Building an artificial brain

The first ideas that would later become the intelligent environment Atlas appeared in 2014. We were discussing the monumental success of virtual worlds in gaming, centering on three aspects. The worlds were modular, the experiences collaborative, and the possibilities infinite.

How might we apply these principles to simulating real life?

Originally, this seemed like an excellent idea for a game or virtual reality platform, one many have attempted with varying success. With two decades of monotonous professional life behind us, the prospect of creating such an innovation –any innovation– was stirring enough that we discussed it again and again trying to pin down what parameters would allow such complex virtual simulation. 

We envisioned a vast collaboration network of developers and users filling in an interconnected virtual world, with fully compatible objects created on the fly, usable in any world. A network comparable to the Internet itself, in three dimensions. Such a simulation would require a unique 3D engine, specifically designed for such a task, so we set to work on building this engine, which we named Gaia, mother Earth.

We quickly realized pure modular functionality in the finished worlds would require a fully modular engine. The implications of this went deep: modular editor windows and tools, meaning modular parameters within the engine itself. Such modularity was unheard of in any game engine and is really a property of code itself. 

The lack of a proper editing interface posed a significant challenge as we wanted users of all experience levels to fully immerse themselves in as large a degree of customizability as possible. We went to work on a Natural Language system, initially, to allow such interactions between users and the engine to take place. 

This, in turn, created a new problem: to modify the world with language, a certain standardization of the objects in the world would be necessary, abstracting them from mere objects. We created the Concept Container, a wrapper allowing anything to be described and interacted within the virtual worlds.

By 2017, we had done it. The system for complex simulation with natural language interaction was designed (though at this point far from finished being built). But a new idea had slowly permeated the entire process. Language and simulation are deep-rooted cognitive processes that make up our everyday intelligence, are they not?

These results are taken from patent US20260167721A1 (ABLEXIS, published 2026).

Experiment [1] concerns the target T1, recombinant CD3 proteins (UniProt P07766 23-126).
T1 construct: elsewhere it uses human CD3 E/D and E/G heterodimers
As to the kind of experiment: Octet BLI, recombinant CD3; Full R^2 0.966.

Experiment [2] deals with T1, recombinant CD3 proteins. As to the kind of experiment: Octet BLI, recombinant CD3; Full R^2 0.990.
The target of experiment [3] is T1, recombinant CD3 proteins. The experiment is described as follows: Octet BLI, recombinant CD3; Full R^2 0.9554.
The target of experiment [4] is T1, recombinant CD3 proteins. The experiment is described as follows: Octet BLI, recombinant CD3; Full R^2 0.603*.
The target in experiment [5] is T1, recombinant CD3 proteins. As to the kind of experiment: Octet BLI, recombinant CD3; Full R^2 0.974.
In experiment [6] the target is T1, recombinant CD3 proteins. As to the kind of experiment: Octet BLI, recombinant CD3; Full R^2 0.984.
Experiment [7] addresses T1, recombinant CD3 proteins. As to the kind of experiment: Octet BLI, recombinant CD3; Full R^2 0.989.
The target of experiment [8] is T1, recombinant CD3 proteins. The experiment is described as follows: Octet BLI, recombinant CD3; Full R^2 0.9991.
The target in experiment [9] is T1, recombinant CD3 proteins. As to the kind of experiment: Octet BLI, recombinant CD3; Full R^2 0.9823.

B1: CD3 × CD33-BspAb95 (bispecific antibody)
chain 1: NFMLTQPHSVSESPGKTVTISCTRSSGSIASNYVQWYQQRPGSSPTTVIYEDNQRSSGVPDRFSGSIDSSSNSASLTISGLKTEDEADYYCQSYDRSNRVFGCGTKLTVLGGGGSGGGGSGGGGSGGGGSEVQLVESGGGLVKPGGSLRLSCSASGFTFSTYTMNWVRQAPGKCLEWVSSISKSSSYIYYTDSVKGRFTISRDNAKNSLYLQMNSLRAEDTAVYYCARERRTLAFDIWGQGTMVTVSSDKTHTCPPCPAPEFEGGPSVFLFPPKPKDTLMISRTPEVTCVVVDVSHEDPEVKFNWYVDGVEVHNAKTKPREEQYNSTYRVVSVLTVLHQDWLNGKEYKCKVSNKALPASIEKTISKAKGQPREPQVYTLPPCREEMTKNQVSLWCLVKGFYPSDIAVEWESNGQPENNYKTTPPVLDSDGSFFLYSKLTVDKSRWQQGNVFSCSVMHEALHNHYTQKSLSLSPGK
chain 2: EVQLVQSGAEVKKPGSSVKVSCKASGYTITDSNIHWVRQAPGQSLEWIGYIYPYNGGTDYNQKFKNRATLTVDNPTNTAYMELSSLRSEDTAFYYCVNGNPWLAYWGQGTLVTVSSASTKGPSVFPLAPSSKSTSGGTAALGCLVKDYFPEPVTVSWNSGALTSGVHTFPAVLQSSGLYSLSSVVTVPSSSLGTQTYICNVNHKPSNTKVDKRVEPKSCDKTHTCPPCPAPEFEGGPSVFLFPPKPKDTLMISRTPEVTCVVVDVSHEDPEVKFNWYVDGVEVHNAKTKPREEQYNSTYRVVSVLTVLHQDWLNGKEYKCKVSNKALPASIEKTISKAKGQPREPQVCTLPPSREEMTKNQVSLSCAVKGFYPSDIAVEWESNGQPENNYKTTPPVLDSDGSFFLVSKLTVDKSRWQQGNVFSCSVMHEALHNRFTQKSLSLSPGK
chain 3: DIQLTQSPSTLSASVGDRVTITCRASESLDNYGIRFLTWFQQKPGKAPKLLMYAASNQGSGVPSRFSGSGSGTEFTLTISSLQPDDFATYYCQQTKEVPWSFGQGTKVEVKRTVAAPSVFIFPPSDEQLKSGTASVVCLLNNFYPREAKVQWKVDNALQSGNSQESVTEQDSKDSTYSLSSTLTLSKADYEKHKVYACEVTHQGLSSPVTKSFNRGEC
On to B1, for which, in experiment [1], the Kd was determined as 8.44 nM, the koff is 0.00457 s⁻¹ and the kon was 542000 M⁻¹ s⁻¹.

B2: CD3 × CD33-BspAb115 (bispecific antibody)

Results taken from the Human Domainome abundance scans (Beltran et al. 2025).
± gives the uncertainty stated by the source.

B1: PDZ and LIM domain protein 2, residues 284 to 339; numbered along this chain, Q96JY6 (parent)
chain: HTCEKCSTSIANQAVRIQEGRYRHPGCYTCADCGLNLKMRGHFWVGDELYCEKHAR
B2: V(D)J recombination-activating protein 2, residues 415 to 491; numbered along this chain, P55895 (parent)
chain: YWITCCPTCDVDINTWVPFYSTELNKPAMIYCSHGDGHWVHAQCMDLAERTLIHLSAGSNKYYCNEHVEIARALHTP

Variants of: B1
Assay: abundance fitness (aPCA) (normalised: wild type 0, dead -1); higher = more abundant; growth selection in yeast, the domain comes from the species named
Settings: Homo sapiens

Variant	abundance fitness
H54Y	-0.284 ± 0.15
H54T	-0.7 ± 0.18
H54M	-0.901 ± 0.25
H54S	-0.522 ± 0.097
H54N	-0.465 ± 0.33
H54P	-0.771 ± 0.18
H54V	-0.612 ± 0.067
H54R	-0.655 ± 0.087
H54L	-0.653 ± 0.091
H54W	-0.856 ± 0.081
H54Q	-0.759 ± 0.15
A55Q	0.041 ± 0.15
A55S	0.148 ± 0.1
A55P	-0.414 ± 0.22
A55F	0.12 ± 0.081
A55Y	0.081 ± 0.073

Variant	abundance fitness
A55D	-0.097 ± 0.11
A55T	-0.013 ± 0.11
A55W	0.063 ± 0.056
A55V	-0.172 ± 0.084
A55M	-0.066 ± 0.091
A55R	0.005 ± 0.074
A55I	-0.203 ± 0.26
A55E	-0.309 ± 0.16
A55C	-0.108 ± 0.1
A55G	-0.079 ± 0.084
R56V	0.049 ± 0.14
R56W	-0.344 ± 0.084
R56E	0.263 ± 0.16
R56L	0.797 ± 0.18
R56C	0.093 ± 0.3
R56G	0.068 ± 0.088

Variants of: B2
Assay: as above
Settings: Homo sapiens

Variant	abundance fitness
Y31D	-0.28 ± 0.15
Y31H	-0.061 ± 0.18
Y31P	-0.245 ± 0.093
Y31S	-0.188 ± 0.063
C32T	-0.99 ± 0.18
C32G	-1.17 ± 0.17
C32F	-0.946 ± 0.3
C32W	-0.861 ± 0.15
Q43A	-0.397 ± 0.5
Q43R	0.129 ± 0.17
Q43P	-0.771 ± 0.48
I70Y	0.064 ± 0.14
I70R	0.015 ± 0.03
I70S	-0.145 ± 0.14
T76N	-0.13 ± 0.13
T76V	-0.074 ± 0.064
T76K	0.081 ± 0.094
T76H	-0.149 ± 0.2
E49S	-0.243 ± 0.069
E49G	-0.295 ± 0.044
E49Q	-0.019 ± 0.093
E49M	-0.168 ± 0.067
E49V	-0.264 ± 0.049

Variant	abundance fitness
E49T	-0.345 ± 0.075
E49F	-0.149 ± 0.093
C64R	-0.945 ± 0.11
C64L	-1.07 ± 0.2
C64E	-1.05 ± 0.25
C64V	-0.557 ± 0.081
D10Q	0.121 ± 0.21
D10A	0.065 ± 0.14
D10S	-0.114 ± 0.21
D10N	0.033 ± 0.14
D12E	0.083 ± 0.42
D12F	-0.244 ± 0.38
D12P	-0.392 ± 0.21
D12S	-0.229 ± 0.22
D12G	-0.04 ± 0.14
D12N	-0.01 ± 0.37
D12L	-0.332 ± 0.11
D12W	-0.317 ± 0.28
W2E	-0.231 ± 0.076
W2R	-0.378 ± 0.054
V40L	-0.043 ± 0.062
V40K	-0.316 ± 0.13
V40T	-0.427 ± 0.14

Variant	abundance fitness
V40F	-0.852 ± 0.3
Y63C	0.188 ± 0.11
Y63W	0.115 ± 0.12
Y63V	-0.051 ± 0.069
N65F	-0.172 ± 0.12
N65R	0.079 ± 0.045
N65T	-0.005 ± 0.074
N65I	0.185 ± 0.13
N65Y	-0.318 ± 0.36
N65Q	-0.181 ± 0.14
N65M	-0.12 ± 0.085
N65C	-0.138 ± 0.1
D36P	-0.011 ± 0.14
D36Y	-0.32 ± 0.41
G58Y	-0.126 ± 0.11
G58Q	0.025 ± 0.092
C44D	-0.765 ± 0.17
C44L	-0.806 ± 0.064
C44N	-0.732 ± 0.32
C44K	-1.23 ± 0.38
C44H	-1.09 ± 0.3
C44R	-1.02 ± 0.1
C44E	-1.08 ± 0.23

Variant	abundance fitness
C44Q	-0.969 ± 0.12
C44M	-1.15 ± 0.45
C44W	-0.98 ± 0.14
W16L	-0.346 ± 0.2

Two years of hard work behind us, we ended up with more questions than answers. We moved from designing and building a simulation engine to testing and pushing the boundaries of its possibilities. This engine would be smart-very smart. Smart enough to understand descriptions of how banks work, how molecules interact, and to communicate results of simulations to the user. In thinking up applications for the engine going well beyond games and virtual reality, we realized the full potential of the system we had devised.

We slogged on, chipping away at the bedrock, trying to find the diamond that was Artificial Intelligence. For three years, the completed VR engine was ignored, and all work was devoted to AI. We refined the language and refined the Containers to fit the language. We read for hundreds of hours, attempting to intake the full conversation surrounding AI. The work we did to push the technology forward strained the entire team and our families. 

If we dug a little deeper into language, a little further into AI, maybe the product would reach its full potential. As 2019 ended, we completed a viable version.

The unit of AI in the system we built is the Agent, a piece of code with tasks to search or interact with the simulated environment, moving through it, acquiring and discriminating information relevant to its goal. 

The Agents became the user interface to access, interact with, modify, and read data from the simulation. The two core features of the Gaia engine, simulation and language, remained the same, but the environment was new. Instead of discussing Virtual Worlds, we discussed Contexts and Domains, instead of objects and actors, Concepts and Agents. The name Gaia was scrapped and renamed Atlas, the Titan holding up the world.

As the primary Agent, Atlas is a localized brain for your computer. It learns about concepts you describe to it and simulates their interaction. It has no data-driven intelligence, no cloud computing. It is fully compatible with any AI and any code. It’s incredibly fast and scales indefinitely.

It is intelligence, for software.

S. Tricha

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Explainable artificial intelligence

Recent news has touted leaps in data-driven AI innovations. Such systems are undeniably varied in the specifics of their approach, but almost all fall into the category of collecting data, training a system, and making predictions.

Recent news has touted leaps in data-driven AI innovations. Such systems are undeniably varied in the specifics of their approach, but almost all fall into the category of collecting data, training a system, and making predictions.

Read More »

Building an artificial brain

The first ideas that would later become the intelligent environment Atlas appeared at the Tricha family Thanksgiving in 2014. We were discussing the monumental success of virtual worlds in gaming, centering on three aspects. The worlds were modular, the experiences collaborative, and the possibilities infinite.

How might we apply these principles to simulating real life?

Read More »